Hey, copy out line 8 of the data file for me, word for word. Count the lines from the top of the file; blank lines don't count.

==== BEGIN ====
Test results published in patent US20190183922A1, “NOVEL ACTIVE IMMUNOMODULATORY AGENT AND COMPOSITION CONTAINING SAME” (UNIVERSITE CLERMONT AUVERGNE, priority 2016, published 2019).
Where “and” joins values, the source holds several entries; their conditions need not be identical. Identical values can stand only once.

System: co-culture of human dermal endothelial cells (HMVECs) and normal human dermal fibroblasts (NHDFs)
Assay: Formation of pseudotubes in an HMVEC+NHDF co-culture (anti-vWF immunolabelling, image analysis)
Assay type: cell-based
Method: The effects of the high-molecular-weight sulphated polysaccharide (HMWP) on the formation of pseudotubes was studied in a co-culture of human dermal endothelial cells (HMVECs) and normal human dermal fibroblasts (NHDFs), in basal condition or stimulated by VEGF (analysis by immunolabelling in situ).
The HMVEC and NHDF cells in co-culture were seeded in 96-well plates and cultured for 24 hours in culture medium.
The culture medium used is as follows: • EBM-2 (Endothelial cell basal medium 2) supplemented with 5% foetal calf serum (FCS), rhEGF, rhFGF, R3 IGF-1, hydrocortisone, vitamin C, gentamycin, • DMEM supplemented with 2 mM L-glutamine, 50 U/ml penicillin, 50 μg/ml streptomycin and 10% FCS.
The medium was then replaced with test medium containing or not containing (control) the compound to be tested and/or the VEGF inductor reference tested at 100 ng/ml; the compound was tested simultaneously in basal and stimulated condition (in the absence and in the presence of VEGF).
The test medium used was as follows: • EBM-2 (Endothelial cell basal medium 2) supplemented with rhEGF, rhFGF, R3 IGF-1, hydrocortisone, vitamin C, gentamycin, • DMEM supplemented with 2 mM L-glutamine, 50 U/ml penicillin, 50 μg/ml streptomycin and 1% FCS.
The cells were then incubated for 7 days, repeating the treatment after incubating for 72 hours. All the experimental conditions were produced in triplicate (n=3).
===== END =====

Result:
The culture medium used is as follows: • EBM-2 (Endothelial cell basal medium 2) supplemented with 5% foetal calf serum (FCS), rhEGF, rhFGF, R3 IGF-1, hydrocortisone, vitamin C, gentamycin, • DMEM supplemented with 2 mM L-glutamine, 50 U/ml penicillin, 50 μg/ml streptomycin and 10% FCS.